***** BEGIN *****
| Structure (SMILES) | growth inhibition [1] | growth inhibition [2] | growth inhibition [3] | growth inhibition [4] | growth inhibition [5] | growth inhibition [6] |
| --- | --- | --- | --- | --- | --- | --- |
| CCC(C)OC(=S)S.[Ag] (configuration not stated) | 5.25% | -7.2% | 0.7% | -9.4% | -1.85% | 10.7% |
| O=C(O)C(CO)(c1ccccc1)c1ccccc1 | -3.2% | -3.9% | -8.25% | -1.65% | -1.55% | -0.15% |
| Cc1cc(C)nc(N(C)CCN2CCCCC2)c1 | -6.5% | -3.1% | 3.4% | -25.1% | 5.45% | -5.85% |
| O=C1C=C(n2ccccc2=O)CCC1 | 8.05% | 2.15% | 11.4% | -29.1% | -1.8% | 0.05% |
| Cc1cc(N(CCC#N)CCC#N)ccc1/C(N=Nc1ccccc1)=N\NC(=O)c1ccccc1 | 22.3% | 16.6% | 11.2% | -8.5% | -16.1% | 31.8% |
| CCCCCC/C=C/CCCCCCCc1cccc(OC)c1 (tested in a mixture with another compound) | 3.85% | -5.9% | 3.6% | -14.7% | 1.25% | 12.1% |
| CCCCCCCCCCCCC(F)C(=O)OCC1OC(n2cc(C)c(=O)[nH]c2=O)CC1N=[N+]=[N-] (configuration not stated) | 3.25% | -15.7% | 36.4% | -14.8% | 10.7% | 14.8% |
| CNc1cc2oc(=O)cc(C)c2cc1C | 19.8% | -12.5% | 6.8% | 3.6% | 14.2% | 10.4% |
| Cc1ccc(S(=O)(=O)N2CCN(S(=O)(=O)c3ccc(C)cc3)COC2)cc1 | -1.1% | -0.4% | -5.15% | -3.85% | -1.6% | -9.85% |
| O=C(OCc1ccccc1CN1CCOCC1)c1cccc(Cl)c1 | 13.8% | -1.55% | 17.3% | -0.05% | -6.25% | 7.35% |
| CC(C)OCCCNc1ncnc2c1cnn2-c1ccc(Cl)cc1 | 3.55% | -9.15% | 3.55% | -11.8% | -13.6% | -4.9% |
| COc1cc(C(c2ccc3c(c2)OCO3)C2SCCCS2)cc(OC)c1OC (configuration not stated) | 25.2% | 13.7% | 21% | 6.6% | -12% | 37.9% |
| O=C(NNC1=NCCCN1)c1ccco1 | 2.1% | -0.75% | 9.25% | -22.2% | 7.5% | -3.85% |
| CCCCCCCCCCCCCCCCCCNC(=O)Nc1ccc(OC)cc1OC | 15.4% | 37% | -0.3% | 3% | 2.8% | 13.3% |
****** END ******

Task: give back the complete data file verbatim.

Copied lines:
| Structure (SMILES) | growth inhibition [1] | growth inhibition [2] | growth inhibition [3] | growth inhibition [4] | growth inhibition [5] | growth inhibition [6] |
| --- | --- | --- | --- | --- | --- | --- |
| CCC(C)OC(=S)S.[Ag] (configuration not stated) | 5.25% | -7.2% | 0.7% | -9.4% | -1.85% | 10.7% |
| O=C(O)C(CO)(c1ccccc1)c1ccccc1 | -3.2% | -3.9% | -8.25% | -1.65% | -1.55% | -0.15% |
| Cc1cc(C)nc(N(C)CCN2CCCCC2)c1 | -6.5% | -3.1% | 3.4% | -25.1% | 5.45% | -5.85% |
| O=C1C=C(n2ccccc2=O)CCC1 | 8.05% | 2.15% | 11.4% | -29.1% | -1.8% | 0.05% |
| Cc1cc(N(CCC#N)CCC#N)ccc1/C(N=Nc1ccccc1)=N\NC(=O)c1ccccc1 | 22.3% | 16.6% | 11.2% | -8.5% | -16.1% | 31.8% |
| CCCCCC/C=C/CCCCCCCc1cccc(OC)c1 (tested in a mixture with another compound) | 3.85% | -5.9% | 3.6% | -14.7% | 1.25% | 12.1% |
| CCCCCCCCCCCCC(F)C(=O)OCC1OC(n2cc(C)c(=O)[nH]c2=O)CC1N=[N+]=[N-] (configuration not stated) | 3.25% | -15.7% | 36.4% | -14.8% | 10.7% | 14.8% |
| CNc1cc2oc(=O)cc(C)c2cc1C | 19.8% | -12.5% | 6.8% | 3.6% | 14.2% | 10.4% |
| Cc1ccc(S(=O)(=O)N2CCN(S(=O)(=O)c3ccc(C)cc3)COC2)cc1 | -1.1% | -0.4% | -5.15% | -3.85% | -1.6% | -9.85% |
| O=C(OCc1ccccc1CN1CCOCC1)c1cccc(Cl)c1 | 13.8% | -1.55% | 17.3% | -0.05% | -6.25% | 7.35% |
| CC(C)OCCCNc1ncnc2c1cnn2-c1ccc(Cl)cc1 | 3.55% | -9.15% | 3.55% | -11.8% | -13.6% | -4.9% |
| COc1cc(C(c2ccc3c(c2)OCO3)C2SCCCS2)cc(OC)c1OC (configuration not stated) | 25.2% | 13.7% | 21% | 6.6% | -12% | 37.9% |
| O=C(NNC1=NCCCN1)c1ccco1 | 2.1% | -0.75% | 9.25% | -22.2% | 7.5% | -3.85% |
| CCCCCCCCCCCCCCCCCCNC(=O)Nc1ccc(OC)cc1OC | 15.4% | 37% | -0.3% | 3% | 2.8% | 13.3% |